This year’s theme is “The People..”  So today we are hearing some great words on….

The People who take risks

chris cherry

Chris Cherry is an ordained minister who received his Masters of Divinity from McAfee School of Theology. He enjoys ping pong and skittles, sends texts with emojis, and loves baseball. He is currently serving as Youth Minister at Middletown Christian Church in Louisville, KY.

Who was Rahab before we meet her in Joshua 2? We know she was a prostitute. And we know she was a well-known one at that, so much so that not only did these two spies “find her” on their first visit to Jericho, but the king immediately knew who to ask when he was looking for them. Obviously, it’s a safe bet she was popular, but not in the way that earns you a book deal. We can probably also guess her life was relatively modest and people generally didn’t take her seriously in anything they viewed as important.

And yet, here we find Rahab the prostitute playing a central role in Israel’s ability to come into the Promised Land. Rahab is another in the long, long line of imperfect people used by God to do something extraordinary. It’s also no coincidence that her extraordinary impact comes as the direct result of a huge risk she took to protect two strangers she had recently met because of a feeling she had about a God she did not know. What she did know was there was something special about these men and the God they spoke of was more real to her than the rest of her existence in Jericho.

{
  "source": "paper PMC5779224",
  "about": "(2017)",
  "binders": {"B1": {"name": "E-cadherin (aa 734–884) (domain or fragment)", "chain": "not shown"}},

I think about all the times in my life when I’ve wanted proof or logical connections before taking a risk for God. Or really, I’d have settled for God saying to me, “Do it now.” Or even simply, “Go.” Since, of course, these things rarely (read: never) happen, I’m pretty guilty of waiting until it’s safe and the coast is clear before I take any kind of risk. Not only that, but so many churches think risk taking is unnecessarily irresponsible. That’s what makes Rahab so much more amazing—her risk required her to reach into the unknown.

Rahab does more than promise aide in exchange for safe passage. She takes her own life and the lives of her family and places them into the hands of God she’s never met. She didn’t require proof or logic. She heard and believed God because she was open to hearing God’s call to start with. Had she been a person of higher power or influence, it’s much more unlikely she would not have open enough or would have been too busy to hear God. I’m often so busy, even with legitimately good things, I forget to slow down and listen for God, much less take risks.

In Joshua 2:11, Rahab says, “The Lord your God is indeed God in heaven above and on earth below.” Rahab’s statement of faith, and the risk she was willing to take for it, should be a testimony to us all.